Equations and Inequalities

• First-Degree Equations and Inequalities

• Absolute Value, Radical, and Fractional Equations and Inequalities

• Quadratic Equations

• Exponential Equations

• Systems of Linear Equations

• The Addition Method

• The Substitution Method

• The Graphing Method

• Solving Linear-Quadratic Systems

• Exercises

• Answers Explained

On a typical Math 1 test, several questions require you to solve equations and inequalities. In this section, we will review the different types of equations and inequalities you will encounter and the methods for solving them.

The basic principle that you must adhere to in solving any equation is that you can manipulate it in any way as long as you do the same thing to both sides. For example, you may add the same number to each side, subtract the same number from each side, multiply or divide each side by the same number (except 0), square each side, take the square root of each side (if the quantities are positive), take the reciprocal of each side, take the logarithm of each side, and so on. These comments apply to inequalities as well. However, you must be very careful when working with inequalities because some procedures, such as multiplying or dividing by a negative number and taking reciprocals, reverse inequalities.


The simplest equations and inequalities that you will have to solve on the Math 1 test have only one variable and no exponents. They are called first-degree or linear equations and inequalities. You can always use the six-step method described below to solve them.

EXAMPLE 1: The following solution of the equation

 illustrates each of the six steps.


What You Should Do



Get rid of fractions (and decimals) by multiplying both sides by a common denominator.

Multiply each term on both sides of the equation by 2: x + 6(x – 2) = 4(x + 1) + 2


Get rid of all parentheses by using the distributive law.

x + 6x – 12 = 4x + 4 + 2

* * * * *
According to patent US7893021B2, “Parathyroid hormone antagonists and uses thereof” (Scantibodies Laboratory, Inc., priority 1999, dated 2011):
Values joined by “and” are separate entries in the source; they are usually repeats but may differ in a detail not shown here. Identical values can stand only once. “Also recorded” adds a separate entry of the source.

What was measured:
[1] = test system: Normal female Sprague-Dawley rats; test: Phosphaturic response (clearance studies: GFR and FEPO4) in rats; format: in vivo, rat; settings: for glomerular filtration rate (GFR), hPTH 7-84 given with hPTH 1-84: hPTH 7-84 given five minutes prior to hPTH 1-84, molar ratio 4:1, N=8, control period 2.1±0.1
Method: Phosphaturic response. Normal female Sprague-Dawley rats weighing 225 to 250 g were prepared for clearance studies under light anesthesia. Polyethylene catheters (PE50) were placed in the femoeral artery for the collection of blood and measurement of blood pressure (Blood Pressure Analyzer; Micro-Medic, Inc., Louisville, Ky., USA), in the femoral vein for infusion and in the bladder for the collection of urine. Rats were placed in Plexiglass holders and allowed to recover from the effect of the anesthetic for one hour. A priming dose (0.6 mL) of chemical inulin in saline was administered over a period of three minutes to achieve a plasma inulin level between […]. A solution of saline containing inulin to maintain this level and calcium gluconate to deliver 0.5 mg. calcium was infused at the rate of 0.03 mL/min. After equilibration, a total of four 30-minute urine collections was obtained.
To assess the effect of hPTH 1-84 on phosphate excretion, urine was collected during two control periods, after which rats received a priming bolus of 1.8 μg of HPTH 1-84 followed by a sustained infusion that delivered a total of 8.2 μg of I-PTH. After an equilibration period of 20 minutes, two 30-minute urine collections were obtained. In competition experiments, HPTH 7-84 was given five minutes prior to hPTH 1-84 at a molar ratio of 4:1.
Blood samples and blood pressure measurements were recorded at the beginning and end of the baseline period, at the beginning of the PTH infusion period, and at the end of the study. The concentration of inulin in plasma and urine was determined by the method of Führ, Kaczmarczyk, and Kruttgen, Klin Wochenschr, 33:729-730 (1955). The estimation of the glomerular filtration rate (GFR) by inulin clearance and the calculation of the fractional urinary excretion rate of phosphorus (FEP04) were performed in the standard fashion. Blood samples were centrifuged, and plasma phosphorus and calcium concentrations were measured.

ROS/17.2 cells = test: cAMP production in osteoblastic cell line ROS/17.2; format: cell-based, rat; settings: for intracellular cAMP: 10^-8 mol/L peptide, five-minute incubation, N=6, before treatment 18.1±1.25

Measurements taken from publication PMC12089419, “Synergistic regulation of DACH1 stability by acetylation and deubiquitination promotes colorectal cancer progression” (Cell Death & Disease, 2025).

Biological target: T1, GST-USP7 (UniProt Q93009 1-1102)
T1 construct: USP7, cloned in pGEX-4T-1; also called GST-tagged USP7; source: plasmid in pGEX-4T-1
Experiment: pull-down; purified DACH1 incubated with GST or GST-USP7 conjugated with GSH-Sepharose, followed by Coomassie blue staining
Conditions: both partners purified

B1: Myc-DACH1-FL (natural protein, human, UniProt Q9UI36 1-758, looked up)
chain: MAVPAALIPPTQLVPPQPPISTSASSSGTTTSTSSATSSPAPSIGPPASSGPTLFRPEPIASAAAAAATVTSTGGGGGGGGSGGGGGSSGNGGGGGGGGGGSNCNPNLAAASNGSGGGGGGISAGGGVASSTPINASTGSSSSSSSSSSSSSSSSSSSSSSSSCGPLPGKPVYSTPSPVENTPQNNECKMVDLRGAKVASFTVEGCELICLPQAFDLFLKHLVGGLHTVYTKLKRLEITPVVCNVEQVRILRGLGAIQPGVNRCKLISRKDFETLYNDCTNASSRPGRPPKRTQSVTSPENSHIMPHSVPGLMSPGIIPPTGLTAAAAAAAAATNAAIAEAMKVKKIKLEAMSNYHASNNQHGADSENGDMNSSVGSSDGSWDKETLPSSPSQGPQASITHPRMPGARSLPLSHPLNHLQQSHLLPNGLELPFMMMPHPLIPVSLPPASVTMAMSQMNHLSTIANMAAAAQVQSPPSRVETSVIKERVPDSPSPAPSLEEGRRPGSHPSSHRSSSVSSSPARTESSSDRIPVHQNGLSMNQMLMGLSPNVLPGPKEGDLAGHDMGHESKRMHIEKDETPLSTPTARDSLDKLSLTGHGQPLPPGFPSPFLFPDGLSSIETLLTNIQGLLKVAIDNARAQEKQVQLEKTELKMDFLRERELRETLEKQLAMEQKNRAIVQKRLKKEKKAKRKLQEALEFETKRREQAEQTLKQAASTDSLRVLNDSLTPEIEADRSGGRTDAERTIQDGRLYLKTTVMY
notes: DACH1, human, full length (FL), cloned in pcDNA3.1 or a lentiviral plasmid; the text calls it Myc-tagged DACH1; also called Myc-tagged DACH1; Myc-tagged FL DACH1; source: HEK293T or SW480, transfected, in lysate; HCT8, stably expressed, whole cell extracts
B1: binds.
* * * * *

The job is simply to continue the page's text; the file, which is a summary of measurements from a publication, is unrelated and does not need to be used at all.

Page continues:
Combine like terms on each side.

7x – 12 = 4x + 6


By adding or subtracting, get all the variables on one side.

Subtract 4x from each side: 3x – 12 = 6


By adding or subtracting, get all the plain numbers onto the other side.

Add 12 to each side: 3x = 18


Divide both sides by the coefficient of the variable.*

Divide both sides by 3: x = 6

*NOTE: If you use this method on an inequality and in Step 6 you divide by a negative number, remember to reverse the inequality.

The example worked out above is unusual because it required all six steps. When you solve an equation on the Math 1 test, you will probably not need to do every step. Think of the six steps as a list of questions that must be answered in that order. Ask if each step is necessary. If it isn’t, move on to the next one; if it is necessary, do it. Example 2, below, does not require all six steps.

EXAMPLE 2: For what value of x is 5(x – 10) = x + 10?


Memorize these six steps in order, and use this method whenever you have to solve this type of equation or inequality.

When you use the six-step method, do not actually write out a table. Rather, use the method as a guideline and mentally go through each step, doing whichever ones are required. From now on, we will just do each step, using the symbol ⇒ to move from one step to the next.

Sometimes an equation on the Math 1 test contains several variables and you have to solve for one of them in terms of the others.


When you have to solve for one variable in terms of others, treat all the others as if they were numbers, and apply the six-step method.

EXAMPLE 3: If , what is the value of y in terms of x and z?

Multiply both sides by 3:     

Add 12z to each side:     2x + 12z = 9y 

Divide both sides by 9:          

EXAMPLE 4: If v is an integer and the average (arithmetic mean) of 1, 2, 3, and v is less than 20, what is the greatest possible value of v ?

Write the inequality  and use the six-step method:

Since v is an integer, the greatest possible value of v is 73.